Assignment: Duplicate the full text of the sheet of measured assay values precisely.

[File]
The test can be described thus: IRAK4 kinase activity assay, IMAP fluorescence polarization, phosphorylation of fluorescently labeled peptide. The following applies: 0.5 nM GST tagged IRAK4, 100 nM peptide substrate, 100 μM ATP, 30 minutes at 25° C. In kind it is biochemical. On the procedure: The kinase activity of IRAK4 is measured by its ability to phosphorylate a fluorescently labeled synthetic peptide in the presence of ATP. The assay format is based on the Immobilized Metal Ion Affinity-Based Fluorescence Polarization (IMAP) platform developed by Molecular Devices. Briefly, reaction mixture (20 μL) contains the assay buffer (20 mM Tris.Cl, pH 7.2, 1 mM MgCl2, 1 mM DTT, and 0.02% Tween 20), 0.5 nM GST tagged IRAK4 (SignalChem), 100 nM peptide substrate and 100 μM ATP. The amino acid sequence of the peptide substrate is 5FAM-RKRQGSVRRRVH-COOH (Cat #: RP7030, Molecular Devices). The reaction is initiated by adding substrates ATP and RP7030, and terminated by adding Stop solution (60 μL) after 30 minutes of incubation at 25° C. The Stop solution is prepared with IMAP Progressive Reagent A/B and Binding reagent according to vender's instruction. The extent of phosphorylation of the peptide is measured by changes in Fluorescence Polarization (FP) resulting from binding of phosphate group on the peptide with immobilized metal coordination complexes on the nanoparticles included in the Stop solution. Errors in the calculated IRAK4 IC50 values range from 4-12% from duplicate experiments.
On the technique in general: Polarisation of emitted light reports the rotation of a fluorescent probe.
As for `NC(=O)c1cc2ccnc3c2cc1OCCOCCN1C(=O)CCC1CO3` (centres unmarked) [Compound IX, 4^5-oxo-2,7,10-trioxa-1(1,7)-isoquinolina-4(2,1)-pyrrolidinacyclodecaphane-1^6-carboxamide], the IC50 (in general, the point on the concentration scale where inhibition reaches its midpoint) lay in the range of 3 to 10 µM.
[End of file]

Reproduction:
The test can be described thus: IRAK4 kinase activity assay, IMAP fluorescence polarization, phosphorylation of fluorescently labeled peptide. The following applies: 0.5 nM GST tagged IRAK4, 100 nM peptide substrate, 100 μM ATP, 30 minutes at 25° C. In kind it is biochemical. On the procedure: The kinase activity of IRAK4 is measured by its ability to phosphorylate a fluorescently labeled synthetic peptide in the presence of ATP. The assay format is based on the Immobilized Metal Ion Affinity-Based Fluorescence Polarization (IMAP) platform developed by Molecular Devices. Briefly, reaction mixture (20 μL) contains the assay buffer (20 mM Tris.Cl, pH 7.2, 1 mM MgCl2, 1 mM DTT, and 0.02% Tween 20), 0.5 nM GST tagged IRAK4 (SignalChem), 100 nM peptide substrate and 100 μM ATP. The amino acid sequence of the peptide substrate is 5FAM-RKRQGSVRRRVH-COOH (Cat #: RP7030, Molecular Devices). The reaction is initiated by adding substrates ATP and RP7030, and terminated by adding Stop solution (60 μL) after 30 minutes of incubation at 25° C. The Stop solution is prepared with IMAP Progressive Reagent A/B and Binding reagent according to vender's instruction. The extent of phosphorylation of the peptide is measured by changes in Fluorescence Polarization (FP) resulting from binding of phosphate group on the peptide with immobilized metal coordination complexes on the nanoparticles included in the Stop solution. Errors in the calculated IRAK4 IC50 values range from 4-12% from duplicate experiments.
On the technique in general: Polarisation of emitted light reports the rotation of a fluorescent probe.
As for `NC(=O)c1cc2ccnc3c2cc1OCCOCCN1C(=O)CCC1CO3` (centres unmarked) [Compound IX, 4^5-oxo-2,7,10-trioxa-1(1,7)-isoquinolina-4(2,1)-pyrrolidinacyclodecaphane-1^6-carboxamide], the IC50 (in general, the point on the concentration scale where inhibition reaches its midpoint) lay in the range of 3 to 10 µM.